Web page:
[OPE-L] what is irrational in the functioning of capitalism? II

From: Jurriaan Bendien (adsl675281@TISCALI.NL)
Date: Wed Nov 29 2006 - 15:32:15 EST

Oh, as a footnote, I just located Gil Skillman's relevant argument from the

It is manifestly the case
that *if* one assumes that all commodities exchange at their respective
values (and one does not regard the exchange for the money commodity in its
guise as usury capital as an instance of commodity exchange), then the
*only way* one can account for the "general formula" M-C-M', with M'>M, is
by positing the purchase at its value of a commodity, i.e. labor power,
whose use value is the creation of value itself, and potentially more value
than represented in its exchange value.

It's *also* manifestly the case that at the beginning of Chapter 6 Marx
explicitly advances the condition of price-value equivalence as the
*logical justification* for his subsequent focus on the purchase and
subsumption of labor power: "The change [from M to M'] *therefore*
{emphasis on logical connective-GS} take place in the commodity which is
bought in the first act of circulation, ...but not in its value, *for it is
equivalents which are being exchanged, and the commodity is paid for at its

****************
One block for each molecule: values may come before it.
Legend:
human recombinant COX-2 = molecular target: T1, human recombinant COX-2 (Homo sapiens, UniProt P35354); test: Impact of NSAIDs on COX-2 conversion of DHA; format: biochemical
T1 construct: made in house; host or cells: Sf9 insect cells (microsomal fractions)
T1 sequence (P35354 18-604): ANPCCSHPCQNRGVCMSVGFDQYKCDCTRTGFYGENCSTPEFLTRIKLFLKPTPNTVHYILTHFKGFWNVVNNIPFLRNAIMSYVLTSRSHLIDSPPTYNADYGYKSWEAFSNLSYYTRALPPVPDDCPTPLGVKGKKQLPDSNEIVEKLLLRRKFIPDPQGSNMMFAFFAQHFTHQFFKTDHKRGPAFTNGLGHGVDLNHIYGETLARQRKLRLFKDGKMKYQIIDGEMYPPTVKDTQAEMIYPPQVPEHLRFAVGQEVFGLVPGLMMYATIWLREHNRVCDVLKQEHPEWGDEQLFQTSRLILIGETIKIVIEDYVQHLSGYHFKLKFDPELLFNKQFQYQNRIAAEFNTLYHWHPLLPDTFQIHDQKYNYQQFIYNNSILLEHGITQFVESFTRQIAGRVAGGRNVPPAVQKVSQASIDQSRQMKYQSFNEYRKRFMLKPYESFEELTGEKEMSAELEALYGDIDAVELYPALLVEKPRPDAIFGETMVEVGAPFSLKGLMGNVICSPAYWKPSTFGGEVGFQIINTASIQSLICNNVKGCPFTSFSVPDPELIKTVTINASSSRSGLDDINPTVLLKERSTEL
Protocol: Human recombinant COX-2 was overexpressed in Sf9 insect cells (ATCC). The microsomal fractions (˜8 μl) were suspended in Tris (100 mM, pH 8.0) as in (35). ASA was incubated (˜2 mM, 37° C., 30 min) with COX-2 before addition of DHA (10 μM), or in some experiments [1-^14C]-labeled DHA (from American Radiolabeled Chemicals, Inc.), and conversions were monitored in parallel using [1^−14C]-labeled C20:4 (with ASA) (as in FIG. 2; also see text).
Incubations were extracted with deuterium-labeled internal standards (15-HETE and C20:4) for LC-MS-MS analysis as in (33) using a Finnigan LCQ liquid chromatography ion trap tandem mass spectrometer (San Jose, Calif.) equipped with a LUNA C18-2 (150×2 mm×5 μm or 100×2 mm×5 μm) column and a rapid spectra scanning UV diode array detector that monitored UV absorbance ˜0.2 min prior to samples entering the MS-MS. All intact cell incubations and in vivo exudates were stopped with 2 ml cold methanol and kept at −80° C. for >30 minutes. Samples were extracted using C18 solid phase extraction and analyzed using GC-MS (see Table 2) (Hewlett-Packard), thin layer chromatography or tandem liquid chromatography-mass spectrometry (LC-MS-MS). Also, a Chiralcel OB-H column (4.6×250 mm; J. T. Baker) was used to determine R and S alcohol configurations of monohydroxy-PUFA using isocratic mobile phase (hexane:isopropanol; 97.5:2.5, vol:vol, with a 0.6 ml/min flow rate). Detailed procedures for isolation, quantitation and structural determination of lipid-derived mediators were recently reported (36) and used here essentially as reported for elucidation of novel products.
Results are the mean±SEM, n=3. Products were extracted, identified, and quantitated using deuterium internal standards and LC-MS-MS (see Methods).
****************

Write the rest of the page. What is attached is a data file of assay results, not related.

full value.* The change can therefore originate only in the actual use
value of the commodity....our friend the money-owner *must* {note again the
indication of logical necessity} be lucky enough to find within the sphere
of circulation... a commodity whose use value possesses the peculiar
property of being a source of value...The possessor of money does find such
a special commodity on the market: the capacity for labour, in other words
labour-power." [I, p. 270, Penguin ed.]

Conclusion: Marx is here self-consciously advancing as a logical deduction
that if one is to explain M-C-M' on the basis that all commodities exchange
at their respective values, then one *must* focus on the extraction of
surplus labor from the commodity labor power purchased at its value. Thus
*I'm* not imposing an argument about the logical necessity of focusing on
wage labor; *Marx* is manifestly the one advancing this claim.

*My* point, contrary to Fred's suggestion, is that this focus is a valid
implication, but from an invalid starting point. Specifically, Marx's Ch.
5 arguments do not suffice to establish the necessity, let alone the
relevance, of price-value equivalence as a basis for explaining surplus


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